A mission to view the eclipse — without glasses
I knew the solar eclipse on Monday, Aug. 21, would be memorable. Up until Monday morning, I wasn’t exactly what my plans were and how I would view it.
A week prior, and only a week prior, I began reading about how special eclipse glasses were required if you wanted to look directly at it. I sat with this information for only about a day or so under the fever struck me and I ran to the various retailers listed as carriers of the glasses. Of course, everywhere was sold out. I was not as surprised as I was disappointed. I continued to do my research and took comfort in the other options presented.
I could make a pinhole projection camera or view the live streaming via NASA, but I knew watching it on a screen would not be very satisfying to me. I also knew about the various viewing parties in the area, however I didn’t feel that would be a viable option for me. At last, I read that there would be natural effects in the shadows of tree leaves and such. The trees would serve as a natural pinhole camera.
I knew right away this was something I wanted to see and I decided this would be my best way to view the partial eclipse. I knew nothing was guaranteed and I didn’t come up with a backup plan.
By choosing this method, all I had to do was to make sure I was near the right trees at the right moment.
Around 1 p.m. on Monday in Pottstown, the sky was pretty cloudy. I was not optimistic and many others felt similarly. The ground was dark, with only a flickering of light every few minutes.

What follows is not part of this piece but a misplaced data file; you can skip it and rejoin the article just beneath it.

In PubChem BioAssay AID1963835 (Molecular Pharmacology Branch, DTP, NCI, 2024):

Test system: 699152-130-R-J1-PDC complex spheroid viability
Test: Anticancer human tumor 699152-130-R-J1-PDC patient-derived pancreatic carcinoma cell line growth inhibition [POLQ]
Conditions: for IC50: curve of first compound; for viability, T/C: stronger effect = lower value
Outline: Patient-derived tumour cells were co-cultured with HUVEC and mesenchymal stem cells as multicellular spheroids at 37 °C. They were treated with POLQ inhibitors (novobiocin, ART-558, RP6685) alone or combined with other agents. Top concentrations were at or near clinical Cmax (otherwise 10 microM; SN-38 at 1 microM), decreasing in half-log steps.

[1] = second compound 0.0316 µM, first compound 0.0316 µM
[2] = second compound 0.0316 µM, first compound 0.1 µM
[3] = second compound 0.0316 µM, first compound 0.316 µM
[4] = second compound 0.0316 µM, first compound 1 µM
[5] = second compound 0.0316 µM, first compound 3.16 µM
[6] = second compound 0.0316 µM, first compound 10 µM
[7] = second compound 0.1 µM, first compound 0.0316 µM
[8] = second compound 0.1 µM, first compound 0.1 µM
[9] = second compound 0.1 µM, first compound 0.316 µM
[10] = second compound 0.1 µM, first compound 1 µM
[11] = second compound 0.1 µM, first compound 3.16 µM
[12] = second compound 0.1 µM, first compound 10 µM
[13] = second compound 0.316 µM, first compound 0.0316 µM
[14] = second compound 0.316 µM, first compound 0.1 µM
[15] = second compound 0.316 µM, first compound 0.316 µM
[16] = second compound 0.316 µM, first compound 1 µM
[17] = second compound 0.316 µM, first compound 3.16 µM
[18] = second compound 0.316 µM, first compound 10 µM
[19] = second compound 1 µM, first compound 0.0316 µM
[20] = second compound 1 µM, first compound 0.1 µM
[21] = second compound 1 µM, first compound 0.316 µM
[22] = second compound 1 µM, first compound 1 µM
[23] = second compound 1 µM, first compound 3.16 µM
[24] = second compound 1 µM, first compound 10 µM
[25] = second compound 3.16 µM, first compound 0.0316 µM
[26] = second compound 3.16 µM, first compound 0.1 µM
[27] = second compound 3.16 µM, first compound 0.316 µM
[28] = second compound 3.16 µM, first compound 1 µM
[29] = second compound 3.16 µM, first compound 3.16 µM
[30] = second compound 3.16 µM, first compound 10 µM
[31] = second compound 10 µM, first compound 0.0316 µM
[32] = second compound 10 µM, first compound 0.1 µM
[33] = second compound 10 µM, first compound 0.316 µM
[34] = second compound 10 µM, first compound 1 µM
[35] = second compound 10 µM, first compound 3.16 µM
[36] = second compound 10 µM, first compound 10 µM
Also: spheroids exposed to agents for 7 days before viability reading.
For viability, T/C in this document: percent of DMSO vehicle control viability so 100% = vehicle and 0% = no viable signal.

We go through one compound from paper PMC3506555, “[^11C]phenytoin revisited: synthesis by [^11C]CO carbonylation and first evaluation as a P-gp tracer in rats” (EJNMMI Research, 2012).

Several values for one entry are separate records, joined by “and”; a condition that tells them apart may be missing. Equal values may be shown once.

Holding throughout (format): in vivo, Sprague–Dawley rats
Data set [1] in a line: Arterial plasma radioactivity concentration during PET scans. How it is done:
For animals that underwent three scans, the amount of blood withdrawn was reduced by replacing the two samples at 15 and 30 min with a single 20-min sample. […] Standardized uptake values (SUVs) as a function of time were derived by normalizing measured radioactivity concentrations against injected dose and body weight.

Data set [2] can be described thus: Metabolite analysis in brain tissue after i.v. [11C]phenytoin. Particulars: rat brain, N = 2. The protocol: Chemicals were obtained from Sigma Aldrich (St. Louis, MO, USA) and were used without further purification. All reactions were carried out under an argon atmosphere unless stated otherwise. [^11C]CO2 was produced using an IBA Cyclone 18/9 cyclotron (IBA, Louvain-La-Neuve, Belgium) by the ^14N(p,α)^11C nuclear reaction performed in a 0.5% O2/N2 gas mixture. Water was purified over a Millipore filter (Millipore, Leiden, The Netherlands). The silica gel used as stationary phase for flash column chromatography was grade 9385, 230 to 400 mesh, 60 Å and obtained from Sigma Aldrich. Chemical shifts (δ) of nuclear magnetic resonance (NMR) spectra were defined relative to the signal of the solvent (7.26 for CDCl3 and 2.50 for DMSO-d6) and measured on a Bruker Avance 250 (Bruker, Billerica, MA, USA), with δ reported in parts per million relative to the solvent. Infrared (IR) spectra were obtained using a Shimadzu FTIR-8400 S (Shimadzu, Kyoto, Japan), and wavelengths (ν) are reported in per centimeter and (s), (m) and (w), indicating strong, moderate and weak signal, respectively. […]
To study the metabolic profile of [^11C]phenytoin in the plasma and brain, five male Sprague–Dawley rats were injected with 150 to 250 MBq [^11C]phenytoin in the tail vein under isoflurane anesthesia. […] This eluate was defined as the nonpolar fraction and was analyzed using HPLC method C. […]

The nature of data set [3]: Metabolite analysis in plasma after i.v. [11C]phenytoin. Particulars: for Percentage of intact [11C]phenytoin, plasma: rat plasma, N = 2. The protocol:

As 2:30 p.m. rolled around, with the climax of the event set for 2:44 p.m., I remained outside to see if condition would improve. And suddenly, as I stood on the porch, I could see dozens of little crescents. It was wonderful. It took the moment in and then started snapping photos, racing the clouds that would surely drift back over.
In addition to the shadows, I also greatly enjoyed viewing the live news coverage from across the country. We were all able to experience the same thing – the same rare, natural thing – and it was beautiful.
The next total solar eclipse will occur in April 2024 — for that one, I will be sure to get my glasses well in advance.
A distant view of shadows. While it may be difficult to see, there are hundreds of little crescents.
A view of the solar eclipse through the shadows. Photo taken at 2:54 p.m. on Monday, Aug. 21, in Pottstown.
The solar eclipse created this crescent effect in the shadows of the trees. This photo was taken at 2:34 p.m. on Monday, Aug. 21, in Pottstown.